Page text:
Big Easy Brews

No fat, no salt, no cholesterol—Dr. Oz’s latest health food? No. Except for water, history’s oldest beverage and by far the most popular alcoholic drink: beer. The planet consumes it four times more than wine, which is number two. Many historians and other such types even credit beer with playing a fundamental part in creating and continuing civilization. Containing many minerals and B vitamins, beer’s nutritional value has even earned it the name “liquid bread.” Up and into the modern era, many agricultural workers downed pails of it throughout their day.

Beer’s popularity shows no sign of going flat. Today’s craft and microbrew movements fit perfectly with the New Orleans outlook on life. Unless your actions harm others, be your best being you. New Orleanians have always lived by creatively combining imagination and appreciation—the two most important ingredients in a fine, crafted microbrew.

Fulton on Tap is a cornerstone of the dynamic Fulton Street strip next to Harrah’s downtown by the river.  It well lives up to its motto, “Beer of all kinds. In a bar like no other.” Its 90 beers cover craft, imported and domestic brews, from a Shock Top Lemon Shandy to the traditional Dixie. Plenty of lite beers are found here as well. What is not available in other pubs is the drenched-in-old-New Orleans ambiance. Hoist one, or three (no driving) in the 19th-century building. Outside, ships from all over the world steam past. The Algiers ferry traverses the river every thirty minutes. The fat Creole moon reflects in the water.

Gordon Biersch waits only a few steps away.  Gordon (the beer half) trained at the world’s leading brewing school. Biersch is a longtime, successful restaurateur.  This partnership was made in gustatory heaven. Using Hallertauer hops, two-row malted barley and a yeast strain imported from Germany, Biersch brews in strict accordance with the 16th-century German Purity Law for beer. The results yield an impressive line of bocks, lagers, pilsners and more. Different specialty beers such as Braumeister IPB and ZwickelBock, pop up around the year for  your drinking enjoyment.

Lest readers think Gordon gets all the credit, Biersch’s kitchen holds its own with many fine restaurants in town. It also has many selections for pizza and burgers kids. Everyone should try the garlic fries. Add to the picture this hospitable eatery’s convenient downtown location by the mighty Mississippi River and reasons for not checking out GB do not come to mind.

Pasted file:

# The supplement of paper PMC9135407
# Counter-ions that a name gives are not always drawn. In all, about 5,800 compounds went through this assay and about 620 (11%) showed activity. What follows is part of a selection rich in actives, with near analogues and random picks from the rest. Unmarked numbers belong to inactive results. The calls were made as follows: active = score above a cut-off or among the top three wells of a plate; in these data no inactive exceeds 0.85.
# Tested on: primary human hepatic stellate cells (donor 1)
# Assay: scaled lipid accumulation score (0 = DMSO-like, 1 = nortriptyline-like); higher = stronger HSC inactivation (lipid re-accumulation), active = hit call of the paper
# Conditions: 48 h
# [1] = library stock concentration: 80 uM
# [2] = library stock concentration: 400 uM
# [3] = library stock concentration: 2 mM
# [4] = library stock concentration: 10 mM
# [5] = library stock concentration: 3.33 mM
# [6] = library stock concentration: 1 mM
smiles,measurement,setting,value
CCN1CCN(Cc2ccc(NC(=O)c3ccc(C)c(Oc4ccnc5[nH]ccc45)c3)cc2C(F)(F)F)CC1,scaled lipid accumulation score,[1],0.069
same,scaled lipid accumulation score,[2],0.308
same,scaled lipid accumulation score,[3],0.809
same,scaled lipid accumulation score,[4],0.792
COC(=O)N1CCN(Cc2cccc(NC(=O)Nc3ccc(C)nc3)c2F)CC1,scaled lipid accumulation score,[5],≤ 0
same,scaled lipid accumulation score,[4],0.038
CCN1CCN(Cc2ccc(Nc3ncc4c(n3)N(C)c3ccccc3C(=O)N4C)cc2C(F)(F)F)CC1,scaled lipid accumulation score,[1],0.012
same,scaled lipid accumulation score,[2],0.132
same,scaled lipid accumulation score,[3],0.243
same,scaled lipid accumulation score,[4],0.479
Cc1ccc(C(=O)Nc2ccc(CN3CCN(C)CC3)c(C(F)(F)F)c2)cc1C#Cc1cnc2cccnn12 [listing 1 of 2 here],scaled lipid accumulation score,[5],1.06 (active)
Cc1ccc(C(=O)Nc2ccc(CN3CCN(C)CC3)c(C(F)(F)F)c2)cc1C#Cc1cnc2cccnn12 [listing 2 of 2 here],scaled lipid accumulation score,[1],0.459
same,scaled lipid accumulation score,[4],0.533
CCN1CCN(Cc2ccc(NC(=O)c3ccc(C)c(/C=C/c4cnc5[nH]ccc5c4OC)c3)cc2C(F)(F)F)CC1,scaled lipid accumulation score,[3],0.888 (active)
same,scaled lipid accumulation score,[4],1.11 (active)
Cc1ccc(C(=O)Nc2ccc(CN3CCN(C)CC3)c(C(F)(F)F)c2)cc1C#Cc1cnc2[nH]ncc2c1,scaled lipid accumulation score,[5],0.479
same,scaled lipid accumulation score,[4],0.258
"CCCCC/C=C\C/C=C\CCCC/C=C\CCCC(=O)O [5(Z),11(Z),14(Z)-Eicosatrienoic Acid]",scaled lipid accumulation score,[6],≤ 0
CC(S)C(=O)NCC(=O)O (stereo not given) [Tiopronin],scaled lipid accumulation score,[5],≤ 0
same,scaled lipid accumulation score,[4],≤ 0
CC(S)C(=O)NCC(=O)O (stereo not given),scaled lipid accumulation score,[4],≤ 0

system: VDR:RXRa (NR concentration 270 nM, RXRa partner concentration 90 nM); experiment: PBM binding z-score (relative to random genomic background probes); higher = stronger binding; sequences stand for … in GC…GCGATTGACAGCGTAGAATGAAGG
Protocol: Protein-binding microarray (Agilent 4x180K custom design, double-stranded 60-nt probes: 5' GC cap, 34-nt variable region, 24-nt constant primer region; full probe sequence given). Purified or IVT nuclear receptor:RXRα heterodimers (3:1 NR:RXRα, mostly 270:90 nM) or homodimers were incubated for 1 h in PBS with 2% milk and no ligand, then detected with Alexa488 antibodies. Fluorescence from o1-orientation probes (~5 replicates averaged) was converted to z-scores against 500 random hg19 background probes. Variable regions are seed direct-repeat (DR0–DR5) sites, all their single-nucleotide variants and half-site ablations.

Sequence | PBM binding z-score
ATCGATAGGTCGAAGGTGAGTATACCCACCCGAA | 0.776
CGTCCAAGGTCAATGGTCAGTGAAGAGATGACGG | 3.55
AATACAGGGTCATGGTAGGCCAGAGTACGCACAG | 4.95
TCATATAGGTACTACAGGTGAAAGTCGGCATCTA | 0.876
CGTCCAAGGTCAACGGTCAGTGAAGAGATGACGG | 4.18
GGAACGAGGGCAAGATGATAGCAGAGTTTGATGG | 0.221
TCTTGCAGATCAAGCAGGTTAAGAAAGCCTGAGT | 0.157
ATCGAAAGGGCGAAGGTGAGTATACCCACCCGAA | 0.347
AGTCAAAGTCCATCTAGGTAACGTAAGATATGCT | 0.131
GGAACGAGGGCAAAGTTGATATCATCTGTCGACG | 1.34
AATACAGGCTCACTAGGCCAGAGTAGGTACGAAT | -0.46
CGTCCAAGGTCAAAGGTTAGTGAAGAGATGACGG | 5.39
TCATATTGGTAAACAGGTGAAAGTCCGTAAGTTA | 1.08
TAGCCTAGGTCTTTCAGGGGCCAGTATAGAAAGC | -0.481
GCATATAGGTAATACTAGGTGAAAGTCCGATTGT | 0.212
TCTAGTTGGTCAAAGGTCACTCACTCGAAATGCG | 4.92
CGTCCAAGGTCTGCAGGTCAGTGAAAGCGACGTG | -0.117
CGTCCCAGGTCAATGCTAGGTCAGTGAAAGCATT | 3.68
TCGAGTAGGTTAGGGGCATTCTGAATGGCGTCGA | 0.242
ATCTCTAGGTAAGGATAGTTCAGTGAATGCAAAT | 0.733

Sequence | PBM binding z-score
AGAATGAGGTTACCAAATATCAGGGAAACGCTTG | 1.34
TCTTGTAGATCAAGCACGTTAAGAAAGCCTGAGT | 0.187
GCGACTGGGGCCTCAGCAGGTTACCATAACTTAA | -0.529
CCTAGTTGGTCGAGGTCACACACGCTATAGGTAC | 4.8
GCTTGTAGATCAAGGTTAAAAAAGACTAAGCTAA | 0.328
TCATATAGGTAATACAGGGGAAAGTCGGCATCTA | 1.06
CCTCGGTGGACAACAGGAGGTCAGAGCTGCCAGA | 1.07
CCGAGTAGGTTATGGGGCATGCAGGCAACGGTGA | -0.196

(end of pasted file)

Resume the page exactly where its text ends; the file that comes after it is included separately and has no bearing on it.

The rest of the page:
The Crescent City Brewhouse has been a New Orleans favorite since it opened in 1991 at one of the city’s most historic properties in the French Quarter the he city’s first brewpub. There are two ways of approaching anything: create a lot of varieties or do a few things excellently. Crescent City takes the latter road, focusing on only four beers, from a dark to an amber pilsner.  

This Brewhouse also serves excellent food. Classics such as Louisiana Crab Cake and Shrimp and Grits are available here for a few dollars less than other French Quarter restaurants. The graduate of the Culinary Institute of America who oversees the food at Crescent City insures they all its dishes are most satisfying. Jazz plays nightly; readers should consider the courtyard or balcony dining. The latter offers the best combination of people and river watching in the city.

Visitors heading to the river or interested in catching a game should consider a spot at Poppy’s Time Out by the Riverwalk Market Place.  Located at the Spanish Plaza just steps from Harrah’s Casino, Poppy’s provides a spectacular view of the river. It also offers every game on 17 big screens.  It even sports 20 beers on tap at both the indoor area and the outdoor plaza.  How does one decide? There really is not a bad choice. Clearly this is the spot to add to your beer that one ingredient New Orleans always offers—down home fun.

Sazeracs, Pimm’s Cups and Hurricanes are fine to do, but sometimes just the thing is a brew. New Orleans has them, too.

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15 Feb 2014


By TRAVELHOST Contributing Writer